There are many reasons to maintain good nutrition and a regular exercise routine. It can help you manage your weight, lower your blood pressure and cholesterol, prevent disease, reduce the risk of cancer, improve mental health and well-being, and keep you fighting fit and feeling younger for longer. But what many people don’t realize is that good diet and exercise can also help with overall eye health and to keep your vision sharp.
Almost everything we do with our bodies (what we put in and what we put out) affects our eyesight and eye health, so ensuring that we eat healthily and exercise regularly is essential.
The Importance of Nutrition
Foods that can boost your eye health include fish and other things rich in omega-3 fatty acids, leafy greens and pigmented veggies packed with lutein and zeaxanthin, whole grains with a low glycemic index (GI), citrus fruits and berries with vitamin C, and any foods that contain vitamin E, zinc and niacin.
A healthy diet also helps you manage your weight, which prevents eye complications that can be caused by type 2 diabetes and obesity.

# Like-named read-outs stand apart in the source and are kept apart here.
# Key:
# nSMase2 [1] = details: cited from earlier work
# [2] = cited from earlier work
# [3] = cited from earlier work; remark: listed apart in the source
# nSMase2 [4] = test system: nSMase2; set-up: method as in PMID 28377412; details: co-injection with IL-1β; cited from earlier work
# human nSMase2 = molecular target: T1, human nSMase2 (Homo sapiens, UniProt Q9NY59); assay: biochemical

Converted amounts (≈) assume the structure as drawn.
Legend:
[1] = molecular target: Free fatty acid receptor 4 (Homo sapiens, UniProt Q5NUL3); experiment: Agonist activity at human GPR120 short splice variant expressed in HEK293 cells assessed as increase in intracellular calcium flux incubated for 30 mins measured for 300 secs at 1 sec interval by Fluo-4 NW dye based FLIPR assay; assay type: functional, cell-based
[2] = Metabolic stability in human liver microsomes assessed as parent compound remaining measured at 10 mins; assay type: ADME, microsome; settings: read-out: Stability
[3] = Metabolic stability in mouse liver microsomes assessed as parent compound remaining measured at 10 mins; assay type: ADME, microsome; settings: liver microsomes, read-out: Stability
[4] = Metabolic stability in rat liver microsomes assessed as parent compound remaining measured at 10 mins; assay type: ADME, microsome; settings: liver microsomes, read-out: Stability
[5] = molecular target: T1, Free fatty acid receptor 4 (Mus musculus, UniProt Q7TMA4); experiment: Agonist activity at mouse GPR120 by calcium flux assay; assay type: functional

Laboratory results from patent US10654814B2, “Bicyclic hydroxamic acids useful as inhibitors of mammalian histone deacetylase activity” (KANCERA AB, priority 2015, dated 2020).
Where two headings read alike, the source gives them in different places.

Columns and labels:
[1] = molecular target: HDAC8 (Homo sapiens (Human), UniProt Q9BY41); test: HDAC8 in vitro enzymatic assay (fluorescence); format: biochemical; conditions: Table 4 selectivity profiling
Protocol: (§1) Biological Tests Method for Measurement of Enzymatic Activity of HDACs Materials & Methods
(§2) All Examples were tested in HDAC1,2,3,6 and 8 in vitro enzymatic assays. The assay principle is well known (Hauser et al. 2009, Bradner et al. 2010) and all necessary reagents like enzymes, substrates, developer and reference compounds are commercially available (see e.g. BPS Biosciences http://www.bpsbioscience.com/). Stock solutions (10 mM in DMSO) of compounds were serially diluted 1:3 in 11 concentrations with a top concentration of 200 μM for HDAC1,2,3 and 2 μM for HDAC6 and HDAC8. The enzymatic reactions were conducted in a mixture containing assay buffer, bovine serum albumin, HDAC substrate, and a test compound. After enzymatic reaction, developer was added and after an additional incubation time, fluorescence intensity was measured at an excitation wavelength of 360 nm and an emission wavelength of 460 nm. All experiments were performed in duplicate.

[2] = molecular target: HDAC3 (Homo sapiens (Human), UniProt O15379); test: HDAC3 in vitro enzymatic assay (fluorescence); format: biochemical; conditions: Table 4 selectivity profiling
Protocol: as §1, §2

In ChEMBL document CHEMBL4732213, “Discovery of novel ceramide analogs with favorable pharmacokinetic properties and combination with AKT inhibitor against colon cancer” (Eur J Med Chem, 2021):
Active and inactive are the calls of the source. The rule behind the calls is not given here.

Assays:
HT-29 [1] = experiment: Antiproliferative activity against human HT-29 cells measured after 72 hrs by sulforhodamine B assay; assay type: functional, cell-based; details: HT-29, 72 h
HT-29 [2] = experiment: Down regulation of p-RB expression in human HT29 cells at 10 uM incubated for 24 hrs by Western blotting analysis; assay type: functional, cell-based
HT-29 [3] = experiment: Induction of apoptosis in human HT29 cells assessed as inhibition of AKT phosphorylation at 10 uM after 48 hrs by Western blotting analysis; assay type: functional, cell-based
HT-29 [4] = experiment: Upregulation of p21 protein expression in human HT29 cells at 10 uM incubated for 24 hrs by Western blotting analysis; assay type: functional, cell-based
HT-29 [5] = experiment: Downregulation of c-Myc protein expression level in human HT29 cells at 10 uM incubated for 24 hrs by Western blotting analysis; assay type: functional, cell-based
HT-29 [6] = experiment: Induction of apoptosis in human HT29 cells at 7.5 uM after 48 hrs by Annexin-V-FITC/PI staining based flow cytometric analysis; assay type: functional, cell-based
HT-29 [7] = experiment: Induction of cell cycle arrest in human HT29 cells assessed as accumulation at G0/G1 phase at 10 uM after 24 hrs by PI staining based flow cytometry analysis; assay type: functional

Don’t Dismiss Superfoods
Eating a well-rounded diet with lots of fruits and vegetables, proteins and good fats is the best way of ensuring good vision for the long term. But it’s also important to pay special attention to some of the ‘superfoods’ that are out there.
Whilst kale may have become a popular smoothie ingredient due to today’s health trends, it really is much more than just a trend.
This infographic above shows the damaging effects of blue light and reveals the top 10 vegetables to help protect your eyes from blue light macular damage. The listed veggies are all packed with high levels of lutein and zeaxanthin. These are both carotenoids that can help to keep the eye’s macula healthy.
The infographic not only reveals the vegetables with the highest levels of carotenoids (with kale, cress, spinach and peas ranking at the top), but it also references a recent Harvard University which revealed data to show that lutein and zeaxanthin rich diets could prevent the risk of macular degeneration by up to 40%.